“With year-over-year rental search traffic growing on Homes.com by more than 514 percent on mobile devices, our first priority in designing the rentals mobile app was to create an optimal shopping experience for renters,” said Brock MacLean, executive vice president of Homes.com. “The new app allows consumers to customize searches, instantly view and save listings, and connect with agents or property managers. Whether a renter is searching for a place to celebrate, create or unwind, the place to find it is Homes.com.”

The mobile app enables potential renters to tap into current listings filtered by user preferences.  Filters run from standards like price, size and type of residence to many extras like fireplaces, parking or (a mobile first for the industry) pet-friendly rentals. Map searches are made simple with slide and tap navigation, all while referencing a geo-targeted map for an easy view of points of interest throughout the search experience.

How did Shockoe create this for Homes.com in such a short timeframe?

From the beginning, Dominion tasked Shockoe with building the revisions in the Appcelerator Titanium codebase to create an amazing user experience across multiple operating systems and devices while improving overall app performance.  Rebuilding a unified codebase for Homes.com within Titanium offered Shockoe.com a chance to make big changes to simple usability and interface aspects of both mobile app experiences. For example, the older version of the mobile app made dynamic selection difficult in the area overview map.

Due to past experience, the Shockoe development team decided a whole new map design was necessary since the map function is a crucial. While it sounds daunting, we know it would end up being a major time saver since the redesign would be built just once in the Appcelerator Titanium toolset.  The new map function would then be instantly reflected across both iOS and Android versions for multiple form-factors and the functionality could be re-used and applied to other projects down the road for Homes.com.

Shockoe has been a longtime partner and evangelist of Appcelerator.  The cross-platform nature of Titanium enables us to meet deadlines and budgets that would be impossible had we designed for each platform separately.  Our experience with Titanium makes an already accelerated schedule even shorter.

We at Shockoe look forward to collaboration with Homes.com and their sister site ForRent.com in coming up with new and interesting ways to help the companies enhance products and tie themselves together in the mobile environment.  With an economical foundation on which to fortify their ability to acquire and cross-sell their customers in the mobile space, look for many more good things to come from the teams at Homes.com and ForRent.com.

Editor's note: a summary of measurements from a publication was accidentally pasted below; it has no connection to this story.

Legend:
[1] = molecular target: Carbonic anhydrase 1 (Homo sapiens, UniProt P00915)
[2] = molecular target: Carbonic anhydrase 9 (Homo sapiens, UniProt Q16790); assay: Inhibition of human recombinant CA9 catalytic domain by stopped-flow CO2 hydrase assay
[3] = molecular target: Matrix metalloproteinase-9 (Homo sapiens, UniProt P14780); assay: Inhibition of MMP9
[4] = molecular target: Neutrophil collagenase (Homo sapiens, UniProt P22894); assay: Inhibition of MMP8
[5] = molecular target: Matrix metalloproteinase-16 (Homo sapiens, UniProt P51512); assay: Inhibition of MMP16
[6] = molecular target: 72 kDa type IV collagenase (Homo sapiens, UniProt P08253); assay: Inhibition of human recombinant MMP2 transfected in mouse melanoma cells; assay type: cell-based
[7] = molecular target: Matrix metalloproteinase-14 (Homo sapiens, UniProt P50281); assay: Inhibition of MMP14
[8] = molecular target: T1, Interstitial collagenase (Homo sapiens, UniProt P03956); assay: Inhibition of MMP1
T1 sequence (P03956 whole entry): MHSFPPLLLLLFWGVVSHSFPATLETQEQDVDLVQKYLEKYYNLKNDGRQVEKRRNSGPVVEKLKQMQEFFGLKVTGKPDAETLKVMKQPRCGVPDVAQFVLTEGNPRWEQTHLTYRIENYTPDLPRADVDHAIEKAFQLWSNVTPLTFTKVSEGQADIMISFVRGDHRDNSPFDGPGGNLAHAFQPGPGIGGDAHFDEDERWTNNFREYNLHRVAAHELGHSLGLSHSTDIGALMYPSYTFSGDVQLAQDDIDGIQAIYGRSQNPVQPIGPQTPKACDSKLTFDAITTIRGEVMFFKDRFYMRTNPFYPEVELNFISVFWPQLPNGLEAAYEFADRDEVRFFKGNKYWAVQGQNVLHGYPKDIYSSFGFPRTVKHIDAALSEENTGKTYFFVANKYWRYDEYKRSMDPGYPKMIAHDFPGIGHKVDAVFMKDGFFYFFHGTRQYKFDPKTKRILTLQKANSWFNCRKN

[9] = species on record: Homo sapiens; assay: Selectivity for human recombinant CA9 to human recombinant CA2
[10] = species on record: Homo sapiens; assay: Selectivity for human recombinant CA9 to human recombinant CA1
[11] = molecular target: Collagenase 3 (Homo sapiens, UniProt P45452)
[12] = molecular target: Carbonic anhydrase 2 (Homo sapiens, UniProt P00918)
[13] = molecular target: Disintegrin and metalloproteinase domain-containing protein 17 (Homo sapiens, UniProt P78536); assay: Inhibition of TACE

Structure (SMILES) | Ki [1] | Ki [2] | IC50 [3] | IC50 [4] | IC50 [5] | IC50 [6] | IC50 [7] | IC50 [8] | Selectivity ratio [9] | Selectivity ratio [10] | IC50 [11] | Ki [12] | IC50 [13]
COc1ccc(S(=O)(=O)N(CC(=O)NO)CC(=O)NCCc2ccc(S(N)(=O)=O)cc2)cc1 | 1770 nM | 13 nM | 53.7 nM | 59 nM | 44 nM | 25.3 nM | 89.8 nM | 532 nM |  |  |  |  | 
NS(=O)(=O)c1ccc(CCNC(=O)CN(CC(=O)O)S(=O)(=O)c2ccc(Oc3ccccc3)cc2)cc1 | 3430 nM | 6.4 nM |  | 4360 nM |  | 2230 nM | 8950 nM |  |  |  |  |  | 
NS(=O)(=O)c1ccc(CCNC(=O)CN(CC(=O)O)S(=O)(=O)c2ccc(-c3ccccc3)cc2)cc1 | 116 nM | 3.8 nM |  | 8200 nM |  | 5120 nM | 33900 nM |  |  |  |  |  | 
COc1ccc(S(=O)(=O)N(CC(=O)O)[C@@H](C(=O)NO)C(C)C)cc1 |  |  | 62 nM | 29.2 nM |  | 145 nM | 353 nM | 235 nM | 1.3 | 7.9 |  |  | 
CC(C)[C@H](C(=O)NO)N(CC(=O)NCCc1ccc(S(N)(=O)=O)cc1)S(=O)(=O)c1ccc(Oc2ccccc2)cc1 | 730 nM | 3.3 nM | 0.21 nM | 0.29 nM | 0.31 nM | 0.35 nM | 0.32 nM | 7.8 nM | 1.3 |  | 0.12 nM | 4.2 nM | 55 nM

How can Shockoe help your business take a great idea and make it a disruptive force in your industry?

Download the new Homes.com Rentals apps – [Google Play] [Apple App Store]

About Homes.com®
As one of North America’s top online real estate destinations, Homes.com® Rentals inspires consumers to dream big. From affordable houses to luxurious estates, condos, apartment rentals and more, Homes.com features nearly 3 million property listings and a user-friendly format, making finding your next home easy. Visitors to the Homes.com blog will find a collection of rich content and posts on DIY projects, painting, organization tips and more, providing the ultimate resource for everything home related. From finding your first apartment to buying your first home, upgrading, downsizing and everything in between, Homes.com is an inspiring and engaging partner in every phase of the home buying or renting process.

Homes.com is a division of Dominion Enterprises, a leading marketing services and publishing company headquartered in Norfolk, Virginia. For more information, visit www.dominionenterprises.com.

About ForRent.com®
As one of the nation’s leading online home search destinations, ForRent.com® inspires renters to discover their next apartment, loft, townhouse, or condo. ForRent.com features rental listings in a user-friendly format, making finding your next home an easy exploration. Visitors to ForRent.com’s apartment living blogFacebook pageTwitter account and Pinterest boards will discover relevant content and can join the conversation surrounding their home decorating style, rental tips and more, serving as the complete resource for renters in every part of their living experience.